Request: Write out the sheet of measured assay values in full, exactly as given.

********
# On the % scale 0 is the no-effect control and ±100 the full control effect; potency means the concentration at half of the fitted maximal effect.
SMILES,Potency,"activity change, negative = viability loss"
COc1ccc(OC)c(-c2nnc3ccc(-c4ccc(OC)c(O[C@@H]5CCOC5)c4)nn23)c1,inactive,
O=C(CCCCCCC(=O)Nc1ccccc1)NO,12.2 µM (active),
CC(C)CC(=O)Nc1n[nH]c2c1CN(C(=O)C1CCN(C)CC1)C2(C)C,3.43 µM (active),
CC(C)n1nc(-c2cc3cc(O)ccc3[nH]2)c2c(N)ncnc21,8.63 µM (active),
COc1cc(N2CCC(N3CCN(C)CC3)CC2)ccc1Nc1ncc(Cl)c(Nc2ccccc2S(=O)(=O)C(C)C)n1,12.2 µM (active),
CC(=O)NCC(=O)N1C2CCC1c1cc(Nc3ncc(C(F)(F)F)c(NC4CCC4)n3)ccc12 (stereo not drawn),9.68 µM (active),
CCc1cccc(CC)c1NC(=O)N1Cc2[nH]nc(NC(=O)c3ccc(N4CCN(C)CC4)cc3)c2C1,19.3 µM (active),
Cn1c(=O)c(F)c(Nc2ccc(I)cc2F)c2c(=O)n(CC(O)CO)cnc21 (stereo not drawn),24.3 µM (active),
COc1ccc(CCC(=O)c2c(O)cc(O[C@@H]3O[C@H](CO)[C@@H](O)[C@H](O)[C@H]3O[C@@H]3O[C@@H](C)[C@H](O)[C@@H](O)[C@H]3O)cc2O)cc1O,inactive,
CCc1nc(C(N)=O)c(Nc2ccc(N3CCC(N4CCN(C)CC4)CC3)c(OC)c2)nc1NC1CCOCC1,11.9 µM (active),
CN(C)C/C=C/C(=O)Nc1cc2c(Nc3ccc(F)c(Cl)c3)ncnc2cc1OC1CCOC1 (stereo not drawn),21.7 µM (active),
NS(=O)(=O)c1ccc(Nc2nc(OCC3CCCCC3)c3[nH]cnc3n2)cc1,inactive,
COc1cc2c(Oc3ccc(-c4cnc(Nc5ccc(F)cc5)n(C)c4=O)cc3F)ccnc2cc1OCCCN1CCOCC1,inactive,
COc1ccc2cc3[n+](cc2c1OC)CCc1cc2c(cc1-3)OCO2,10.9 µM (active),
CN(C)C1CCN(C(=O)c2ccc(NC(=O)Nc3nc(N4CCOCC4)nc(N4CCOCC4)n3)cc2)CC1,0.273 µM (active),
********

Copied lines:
# On the % scale 0 is the no-effect control and ±100 the full control effect; potency means the concentration at half of the fitted maximal effect.
SMILES,Potency,"activity change, negative = viability loss"
COc1ccc(OC)c(-c2nnc3ccc(-c4ccc(OC)c(O[C@@H]5CCOC5)c4)nn23)c1,inactive,
O=C(CCCCCCC(=O)Nc1ccccc1)NO,12.2 µM (active),
CC(C)CC(=O)Nc1n[nH]c2c1CN(C(=O)C1CCN(C)CC1)C2(C)C,3.43 µM (active),
CC(C)n1nc(-c2cc3cc(O)ccc3[nH]2)c2c(N)ncnc21,8.63 µM (active),
COc1cc(N2CCC(N3CCN(C)CC3)CC2)ccc1Nc1ncc(Cl)c(Nc2ccccc2S(=O)(=O)C(C)C)n1,12.2 µM (active),
CC(=O)NCC(=O)N1C2CCC1c1cc(Nc3ncc(C(F)(F)F)c(NC4CCC4)n3)ccc12 (stereo not drawn),9.68 µM (active),
CCc1cccc(CC)c1NC(=O)N1Cc2[nH]nc(NC(=O)c3ccc(N4CCN(C)CC4)cc3)c2C1,19.3 µM (active),
Cn1c(=O)c(F)c(Nc2ccc(I)cc2F)c2c(=O)n(CC(O)CO)cnc21 (stereo not drawn),24.3 µM (active),
COc1ccc(CCC(=O)c2c(O)cc(O[C@@H]3O[C@H](CO)[C@@H](O)[C@H](O)[C@H]3O[C@@H]3O[C@@H](C)[C@H](O)[C@@H](O)[C@H]3O)cc2O)cc1O,inactive,
CCc1nc(C(N)=O)c(Nc2ccc(N3CCC(N4CCN(C)CC4)CC3)c(OC)c2)nc1NC1CCOCC1,11.9 µM (active),
CN(C)C/C=C/C(=O)Nc1cc2c(Nc3ccc(F)c(Cl)c3)ncnc2cc1OC1CCOC1 (stereo not drawn),21.7 µM (active),
NS(=O)(=O)c1ccc(Nc2nc(OCC3CCCCC3)c3[nH]cnc3n2)cc1,inactive,
COc1cc2c(Oc3ccc(-c4cnc(Nc5ccc(F)cc5)n(C)c4=O)cc3F)ccnc2cc1OCCCN1CCOCC1,inactive,
COc1ccc2cc3[n+](cc2c1OC)CCc1cc2c(cc1-3)OCO2,10.9 µM (active),
CN(C)C1CCN(C(=O)c2ccc(NC(=O)Nc3nc(N4CCOCC4)nc(N4CCOCC4)n3)cc2)CC1,0.273 µM (active),